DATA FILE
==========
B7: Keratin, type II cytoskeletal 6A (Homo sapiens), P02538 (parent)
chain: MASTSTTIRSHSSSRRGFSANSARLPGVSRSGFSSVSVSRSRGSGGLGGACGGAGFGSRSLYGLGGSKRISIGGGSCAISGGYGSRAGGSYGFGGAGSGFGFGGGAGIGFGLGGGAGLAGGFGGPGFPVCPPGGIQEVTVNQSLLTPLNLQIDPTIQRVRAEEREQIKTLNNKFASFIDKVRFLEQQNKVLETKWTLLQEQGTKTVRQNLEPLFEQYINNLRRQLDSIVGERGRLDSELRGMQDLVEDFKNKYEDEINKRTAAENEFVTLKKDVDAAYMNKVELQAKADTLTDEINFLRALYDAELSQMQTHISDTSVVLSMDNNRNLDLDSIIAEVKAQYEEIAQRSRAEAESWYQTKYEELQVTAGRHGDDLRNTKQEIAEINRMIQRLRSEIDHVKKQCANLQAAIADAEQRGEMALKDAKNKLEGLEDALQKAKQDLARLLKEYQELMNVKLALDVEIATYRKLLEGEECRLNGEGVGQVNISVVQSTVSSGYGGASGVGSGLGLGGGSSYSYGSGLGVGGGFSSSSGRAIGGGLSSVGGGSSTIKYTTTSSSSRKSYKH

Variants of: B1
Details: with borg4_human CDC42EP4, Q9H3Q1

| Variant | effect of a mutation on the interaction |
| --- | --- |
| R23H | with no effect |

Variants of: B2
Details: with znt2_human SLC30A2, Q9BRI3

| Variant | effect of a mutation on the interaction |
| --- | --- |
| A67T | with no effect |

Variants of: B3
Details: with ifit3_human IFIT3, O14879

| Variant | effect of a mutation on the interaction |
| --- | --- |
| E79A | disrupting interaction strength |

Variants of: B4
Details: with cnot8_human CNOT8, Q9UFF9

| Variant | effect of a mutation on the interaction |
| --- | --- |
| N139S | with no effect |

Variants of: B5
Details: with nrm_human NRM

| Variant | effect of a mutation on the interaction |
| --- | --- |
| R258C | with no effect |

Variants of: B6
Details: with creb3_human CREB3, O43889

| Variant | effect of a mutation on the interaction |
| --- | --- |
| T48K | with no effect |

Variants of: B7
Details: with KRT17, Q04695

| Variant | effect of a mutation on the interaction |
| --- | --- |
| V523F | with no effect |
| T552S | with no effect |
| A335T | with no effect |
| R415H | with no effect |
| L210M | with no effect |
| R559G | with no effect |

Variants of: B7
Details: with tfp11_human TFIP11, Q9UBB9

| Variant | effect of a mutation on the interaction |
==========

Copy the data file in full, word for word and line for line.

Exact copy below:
B7: Keratin, type II cytoskeletal 6A (Homo sapiens), P02538 (parent)
chain: MASTSTTIRSHSSSRRGFSANSARLPGVSRSGFSSVSVSRSRGSGGLGGACGGAGFGSRSLYGLGGSKRISIGGGSCAISGGYGSRAGGSYGFGGAGSGFGFGGGAGIGFGLGGGAGLAGGFGGPGFPVCPPGGIQEVTVNQSLLTPLNLQIDPTIQRVRAEEREQIKTLNNKFASFIDKVRFLEQQNKVLETKWTLLQEQGTKTVRQNLEPLFEQYINNLRRQLDSIVGERGRLDSELRGMQDLVEDFKNKYEDEINKRTAAENEFVTLKKDVDAAYMNKVELQAKADTLTDEINFLRALYDAELSQMQTHISDTSVVLSMDNNRNLDLDSIIAEVKAQYEEIAQRSRAEAESWYQTKYEELQVTAGRHGDDLRNTKQEIAEINRMIQRLRSEIDHVKKQCANLQAAIADAEQRGEMALKDAKNKLEGLEDALQKAKQDLARLLKEYQELMNVKLALDVEIATYRKLLEGEECRLNGEGVGQVNISVVQSTVSSGYGGASGVGSGLGLGGGSSYSYGSGLGVGGGFSSSSGRAIGGGLSSVGGGSSTIKYTTTSSSSRKSYKH

Variants of: B1
Details: with borg4_human CDC42EP4, Q9H3Q1

| Variant | effect of a mutation on the interaction |
| --- | --- |
| R23H | with no effect |

Variants of: B2
Details: with znt2_human SLC30A2, Q9BRI3

| Variant | effect of a mutation on the interaction |
| --- | --- |
| A67T | with no effect |

Variants of: B3
Details: with ifit3_human IFIT3, O14879

| Variant | effect of a mutation on the interaction |
| --- | --- |
| E79A | disrupting interaction strength |

Variants of: B4
Details: with cnot8_human CNOT8, Q9UFF9

| Variant | effect of a mutation on the interaction |
| --- | --- |
| N139S | with no effect |

Variants of: B5
Details: with nrm_human NRM

| Variant | effect of a mutation on the interaction |
| --- | --- |
| R258C | with no effect |

Variants of: B6
Details: with creb3_human CREB3, O43889

| Variant | effect of a mutation on the interaction |
| --- | --- |
| T48K | with no effect |

Variants of: B7
Details: with KRT17, Q04695

| Variant | effect of a mutation on the interaction |
| --- | --- |
| V523F | with no effect |
| T552S | with no effect |
| A335T | with no effect |
| R415H | with no effect |
| L210M | with no effect |
| R559G | with no effect |

Variants of: B7
Details: with tfp11_human TFIP11, Q9UBB9

| Variant | effect of a mutation on the interaction |